With the number of World War II veterans dwindling as the years pass, I was excited to meet former Sgt. Bob Bearden.
Bearden, a paratrooper who fought on D-Day, June 6, 1944, was captured by the Germans days after jumping over France with the 82nd Airborne Division’s H Company, 507th Parachute Infantry Regiment. For seven months, he was a prisoner of war.
The first time I met him was during a wreath-laying ceremony Dec. 15 at the Central Texas State Veterans Cemetery. It was one of the few days in December that was actually cold, and after already sitting outside for quite some time, his wife, Debbie Bearden, wanted to get him to warmth.
Despite their hurry, I got to speak with the 90-year-old veteran for a few minutes. And, I’m glad I did.
Bearden is an adorable “old” man, full of life and love. He’s the kind of person everyone wishes they had as a grandpa.
I interviewed Bearden again in January before he received the French Legion of Honor, which recognized him for his contribution to the liberation of France during the war.
This time, we talked for hours. Despite the unimaginable situations Bearden faced, there was a sense of hope for humanity in his voice when he described in detail his harrowing experience.
As a former POW, Debbie Bearden said, her husband could either be bitter or better.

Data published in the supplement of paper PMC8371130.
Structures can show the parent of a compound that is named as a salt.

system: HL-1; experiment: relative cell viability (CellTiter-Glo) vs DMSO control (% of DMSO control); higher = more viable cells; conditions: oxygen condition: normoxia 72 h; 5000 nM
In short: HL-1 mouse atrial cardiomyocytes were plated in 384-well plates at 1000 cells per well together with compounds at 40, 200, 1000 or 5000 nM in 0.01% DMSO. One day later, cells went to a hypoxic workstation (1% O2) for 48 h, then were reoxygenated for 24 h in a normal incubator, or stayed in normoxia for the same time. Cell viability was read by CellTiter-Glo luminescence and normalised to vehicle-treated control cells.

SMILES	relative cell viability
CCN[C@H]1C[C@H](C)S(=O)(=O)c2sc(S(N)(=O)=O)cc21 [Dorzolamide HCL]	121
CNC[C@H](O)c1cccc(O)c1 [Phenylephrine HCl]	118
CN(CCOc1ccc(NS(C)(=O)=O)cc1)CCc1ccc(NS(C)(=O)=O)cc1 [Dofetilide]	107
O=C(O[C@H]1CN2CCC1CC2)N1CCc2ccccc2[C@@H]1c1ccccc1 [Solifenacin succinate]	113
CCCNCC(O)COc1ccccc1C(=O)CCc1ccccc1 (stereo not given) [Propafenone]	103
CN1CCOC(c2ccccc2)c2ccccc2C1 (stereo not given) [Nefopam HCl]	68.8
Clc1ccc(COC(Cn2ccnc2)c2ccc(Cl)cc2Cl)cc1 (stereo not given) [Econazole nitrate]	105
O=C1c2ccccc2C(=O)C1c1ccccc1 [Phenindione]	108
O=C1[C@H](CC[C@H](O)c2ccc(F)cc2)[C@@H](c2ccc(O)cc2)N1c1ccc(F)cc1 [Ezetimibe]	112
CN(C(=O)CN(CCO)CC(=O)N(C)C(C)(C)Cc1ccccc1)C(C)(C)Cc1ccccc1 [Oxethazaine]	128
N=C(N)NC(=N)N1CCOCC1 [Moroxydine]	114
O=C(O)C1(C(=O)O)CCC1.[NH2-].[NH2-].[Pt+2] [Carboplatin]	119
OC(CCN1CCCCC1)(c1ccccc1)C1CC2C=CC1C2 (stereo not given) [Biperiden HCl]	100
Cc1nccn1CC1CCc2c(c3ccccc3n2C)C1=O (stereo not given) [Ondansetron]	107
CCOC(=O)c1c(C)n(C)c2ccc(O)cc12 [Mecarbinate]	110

“He chose better,” she said. “He’s appreciative and grateful for life now. (Problems) are not a big deal to him. If I’m going nuts because the tire’s flat or something, he says, ‘At least we’re not being shot at.’”
When the weather is nice, Bearden sits on his front porch and takes in the beauty of nature.
“He’ll say things like, ‘Look at these flowers that the Lord made for us to look at,’” his wife said.
His latest fascination is butterflies.
“I look at a butterfly and I want to say ‘Come here and tell me why did you stop on that flower?’” Bob Bearden said. “I watch them as they just lay here and that just tickles me to death to think they know exactly what they’re doing. They’re eating and every little one of those flowers they lay on, they know exactly which ones have the most nourishment. It’s me that’s not really informed.”
From a simple meal to washing and folding laundry, Debbie Bearden said her husband thanks her for every little thing.
“People really don’t have much to complain about,” he said. “We’re very blessed.”